A Dog's Tale

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pubOne info LLC, Sep 15, 2010 - Fiction - 17 pages
53 Reviews
pubOne.info thank you for your continued support and wish to present you this new edition. My father was a St. Bernard, my mother was a collie, but I am a Presbyterian. This is what my mother told me, I do not know these nice distinctions myself. To me they are only fine large words meaning nothing. My mother had a fondness for such; she liked to say them, and see other dogs look surprised and envious, as wondering how she got so much education. But, indeed, it was not real education; it was only show: she got the words by listening in the dining-room and drawing-room when there was company, and by going with the children to Sunday-school and listening there; and whenever she heard a large word she said it over to herself many times, and so was able to keep it until there was a dogmatic gathering in the neighborhood, then she would get it off, and surprise and distress them all, from pocket-pup to mastiff, which rewarded her for all her trouble. If there was a stranger he was nearly sure to be suspicious, and when he got his breath again he would ask her what it meant. And she always told him.

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Brilliant piece of writing. - Goodreads
And struck by the turn of events in the writing. - Goodreads
A brilliant piece of writing! - Goodreads
I don't like sad endings. - Goodreads

Review: A Dog's Tale

User Review  - Ajim Bagwan - Goodreads

A wonderful piece of writing, a short story- imaginative, captivating and beautiful; with a heart-wrenching end. You will love your dog more and would possibly imagine things from their point of view after reading this evocative story. Mark Twain certainly knows how to do it. Read full review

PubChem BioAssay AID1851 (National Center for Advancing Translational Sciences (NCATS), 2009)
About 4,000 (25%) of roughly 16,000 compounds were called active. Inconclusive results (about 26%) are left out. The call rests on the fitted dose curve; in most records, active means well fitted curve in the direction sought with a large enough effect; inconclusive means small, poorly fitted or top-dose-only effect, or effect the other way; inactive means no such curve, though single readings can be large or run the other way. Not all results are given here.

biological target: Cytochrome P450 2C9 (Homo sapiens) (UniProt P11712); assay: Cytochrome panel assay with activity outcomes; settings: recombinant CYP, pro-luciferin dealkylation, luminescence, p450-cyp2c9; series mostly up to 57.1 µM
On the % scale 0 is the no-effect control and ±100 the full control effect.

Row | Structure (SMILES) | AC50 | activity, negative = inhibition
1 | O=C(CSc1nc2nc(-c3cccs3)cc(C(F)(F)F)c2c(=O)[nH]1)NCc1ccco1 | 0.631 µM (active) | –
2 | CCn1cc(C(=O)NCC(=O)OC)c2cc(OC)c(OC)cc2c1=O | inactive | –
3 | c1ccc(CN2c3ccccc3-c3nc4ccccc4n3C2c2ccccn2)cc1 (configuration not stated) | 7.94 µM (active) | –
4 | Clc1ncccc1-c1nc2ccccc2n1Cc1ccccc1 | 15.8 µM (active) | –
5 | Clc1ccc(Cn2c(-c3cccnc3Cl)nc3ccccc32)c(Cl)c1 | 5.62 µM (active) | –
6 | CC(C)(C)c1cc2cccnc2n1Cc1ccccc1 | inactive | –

Review: A Dog's Tale

User Review  - Morgan - Goodreads

It's not about dogs. The biggest problem is that there is an abrupt tonal transition towards the middle of the story that makes you feel as though you're reading two separate stories. And it's short enough as it is. Read full review

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About the author (2010)

Mark Twain was born Samuel L. Clemens in Florida, Missouri on November 30, 1835. He worked as a printer for a time, and then became a steamboat pilot. He traveled in the West, writing humorous sketches for newspapers. In 1865, he wrote the short story, The Celebrated Jumping Frog of Calaveras County, which was very well received. He then began a career as a humorous travel writer and lecturer, publishing The Innocents Abroad in 1869, Roughing It in 1872, and, co-authored with Charles Dudley Warner, Gilded Age in 1873. His best-known works are The Adventures of Tom Sawyer (1876), Mississippi Writing: Life on the Mississippi (1883), and The Adventures of Huckleberry Finn (1884). He died of a heart attack on April 21, 1910.

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